April 10, 2008 § 3 Comments

In addition to being broke and on the cusp of a serious relationship, most of my writing energy has lately been diverted to Chapter Two, which is stubbornly refusing to write itself.  As a result, I have accrued a worrying number of half-written posts on a variety of subjects, the vast majority of which fall into the category of seething rants.

Luckily, Paul Krugman has recently tackled one of them: namely, the global food crisis that has been quietly escalating and which last week burst onto the front pages of several newspapers.  I’d feel badly about letting him beat me to it, but then he gets paid considerably more than I do to rant about such things.    

In a nutshell, the price of wheat, corn, and, most crucially, rice has skyrocketed in recent months, and the consequences are being felt in virtually all parts of the non-Western world.  Full-fledged food riots have already occurred in Mexico, Haiti, Cameroon, Côte d’Ivoire, Morocco, Egypt, and the Philippines, and even the loathsome World Bank is warning that social unrest could spread to as many as thirty countries in the very near future.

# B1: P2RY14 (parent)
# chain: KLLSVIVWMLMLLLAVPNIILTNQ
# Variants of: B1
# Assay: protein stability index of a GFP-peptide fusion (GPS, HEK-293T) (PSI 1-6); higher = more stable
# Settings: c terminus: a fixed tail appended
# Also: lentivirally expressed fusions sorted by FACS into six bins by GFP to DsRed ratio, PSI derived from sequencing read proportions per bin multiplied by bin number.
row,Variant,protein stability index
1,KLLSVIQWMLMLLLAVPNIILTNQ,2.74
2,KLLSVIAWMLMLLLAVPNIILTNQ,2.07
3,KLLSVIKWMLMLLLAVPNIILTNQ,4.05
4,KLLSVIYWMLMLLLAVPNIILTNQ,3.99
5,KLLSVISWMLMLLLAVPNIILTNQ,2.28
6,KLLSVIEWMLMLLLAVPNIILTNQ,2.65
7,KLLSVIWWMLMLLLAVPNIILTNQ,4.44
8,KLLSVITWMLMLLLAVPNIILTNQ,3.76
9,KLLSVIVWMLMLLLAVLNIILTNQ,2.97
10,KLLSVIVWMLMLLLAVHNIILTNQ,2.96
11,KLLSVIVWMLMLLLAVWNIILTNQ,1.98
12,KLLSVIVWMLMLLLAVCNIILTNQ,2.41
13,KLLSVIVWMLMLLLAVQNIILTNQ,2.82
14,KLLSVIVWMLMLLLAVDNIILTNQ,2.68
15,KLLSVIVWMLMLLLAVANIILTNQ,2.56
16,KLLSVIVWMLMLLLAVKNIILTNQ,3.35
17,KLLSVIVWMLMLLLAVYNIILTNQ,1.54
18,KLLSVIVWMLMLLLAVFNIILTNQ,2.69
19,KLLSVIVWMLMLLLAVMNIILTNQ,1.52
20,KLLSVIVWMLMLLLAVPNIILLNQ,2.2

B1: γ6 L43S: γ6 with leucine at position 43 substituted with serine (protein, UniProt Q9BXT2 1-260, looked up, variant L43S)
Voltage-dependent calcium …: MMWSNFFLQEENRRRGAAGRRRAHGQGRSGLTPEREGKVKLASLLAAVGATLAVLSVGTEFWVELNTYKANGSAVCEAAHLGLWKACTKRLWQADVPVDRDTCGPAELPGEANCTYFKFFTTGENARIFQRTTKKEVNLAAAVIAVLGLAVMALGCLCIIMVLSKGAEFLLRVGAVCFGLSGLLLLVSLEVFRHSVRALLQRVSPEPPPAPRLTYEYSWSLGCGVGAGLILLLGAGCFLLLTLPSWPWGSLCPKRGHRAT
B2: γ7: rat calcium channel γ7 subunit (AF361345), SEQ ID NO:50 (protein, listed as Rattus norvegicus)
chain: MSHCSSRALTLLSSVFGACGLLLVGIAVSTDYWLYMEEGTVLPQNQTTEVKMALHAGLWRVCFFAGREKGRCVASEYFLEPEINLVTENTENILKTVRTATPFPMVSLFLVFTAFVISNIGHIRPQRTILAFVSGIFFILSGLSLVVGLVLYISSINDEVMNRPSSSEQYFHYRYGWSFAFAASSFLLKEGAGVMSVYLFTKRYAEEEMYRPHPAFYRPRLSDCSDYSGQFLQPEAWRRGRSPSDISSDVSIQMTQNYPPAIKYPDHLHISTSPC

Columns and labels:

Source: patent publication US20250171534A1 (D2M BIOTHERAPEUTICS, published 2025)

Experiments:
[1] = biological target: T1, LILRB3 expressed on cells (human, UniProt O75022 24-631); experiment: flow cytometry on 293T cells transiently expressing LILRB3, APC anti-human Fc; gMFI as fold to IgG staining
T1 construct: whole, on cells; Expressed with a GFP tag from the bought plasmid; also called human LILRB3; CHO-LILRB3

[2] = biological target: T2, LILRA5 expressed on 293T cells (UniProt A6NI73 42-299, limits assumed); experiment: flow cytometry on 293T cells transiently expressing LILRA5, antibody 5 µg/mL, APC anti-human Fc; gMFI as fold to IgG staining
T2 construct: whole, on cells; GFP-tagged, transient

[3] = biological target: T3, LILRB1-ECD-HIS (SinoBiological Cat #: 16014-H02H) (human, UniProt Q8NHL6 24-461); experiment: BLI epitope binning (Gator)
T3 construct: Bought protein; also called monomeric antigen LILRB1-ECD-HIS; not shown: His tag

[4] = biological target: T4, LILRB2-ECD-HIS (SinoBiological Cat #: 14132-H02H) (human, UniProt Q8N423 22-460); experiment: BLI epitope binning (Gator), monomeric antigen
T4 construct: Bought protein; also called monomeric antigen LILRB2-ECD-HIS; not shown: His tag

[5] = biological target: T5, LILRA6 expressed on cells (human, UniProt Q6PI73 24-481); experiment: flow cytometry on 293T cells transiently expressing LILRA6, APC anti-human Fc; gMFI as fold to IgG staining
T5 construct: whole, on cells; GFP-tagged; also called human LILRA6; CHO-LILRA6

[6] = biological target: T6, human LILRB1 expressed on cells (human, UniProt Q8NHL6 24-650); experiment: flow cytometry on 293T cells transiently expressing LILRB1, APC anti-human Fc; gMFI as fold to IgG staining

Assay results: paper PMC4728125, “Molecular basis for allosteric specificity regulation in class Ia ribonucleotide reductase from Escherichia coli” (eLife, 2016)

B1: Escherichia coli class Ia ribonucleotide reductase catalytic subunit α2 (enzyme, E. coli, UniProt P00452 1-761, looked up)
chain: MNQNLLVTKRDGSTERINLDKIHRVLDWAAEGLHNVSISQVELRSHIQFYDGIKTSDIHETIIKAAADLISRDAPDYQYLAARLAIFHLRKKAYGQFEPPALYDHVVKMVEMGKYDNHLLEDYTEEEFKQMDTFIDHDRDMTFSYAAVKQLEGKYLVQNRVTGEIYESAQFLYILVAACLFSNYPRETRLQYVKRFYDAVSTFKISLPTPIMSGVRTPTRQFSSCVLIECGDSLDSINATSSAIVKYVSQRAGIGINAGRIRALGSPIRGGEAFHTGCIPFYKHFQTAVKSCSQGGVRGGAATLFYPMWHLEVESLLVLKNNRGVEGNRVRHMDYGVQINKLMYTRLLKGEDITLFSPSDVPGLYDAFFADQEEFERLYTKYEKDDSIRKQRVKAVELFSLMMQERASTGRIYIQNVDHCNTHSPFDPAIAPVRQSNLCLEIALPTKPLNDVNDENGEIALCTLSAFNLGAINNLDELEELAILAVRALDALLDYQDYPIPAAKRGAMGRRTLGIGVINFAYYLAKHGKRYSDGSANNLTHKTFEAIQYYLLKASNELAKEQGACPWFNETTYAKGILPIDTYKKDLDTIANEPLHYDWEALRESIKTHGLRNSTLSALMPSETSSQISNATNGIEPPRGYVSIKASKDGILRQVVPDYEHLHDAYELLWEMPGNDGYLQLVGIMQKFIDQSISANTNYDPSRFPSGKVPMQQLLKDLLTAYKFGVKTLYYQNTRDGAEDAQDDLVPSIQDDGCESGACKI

Krugman does a decent job of summarizing the causes of the problem, and he pays special attention to the West’s blinkered demand for biofuels, which proves beyond doubt that the road to hell is not only paved but fuelled by good intentions.  In so doing, he reminds us that environmental policies must always take social and economic considerations into account, and that poverty is itself an environmental issue.

I leave you with three articles to peruse: Krugman’s general comments, this excellent piece about the food shortage in Egypt, and a report on the negative consequences of biofuels for food and energy security.  And just in case anyone needs a refresher, here’s a little something on the law of unintended consequences.  Eggheads take note.


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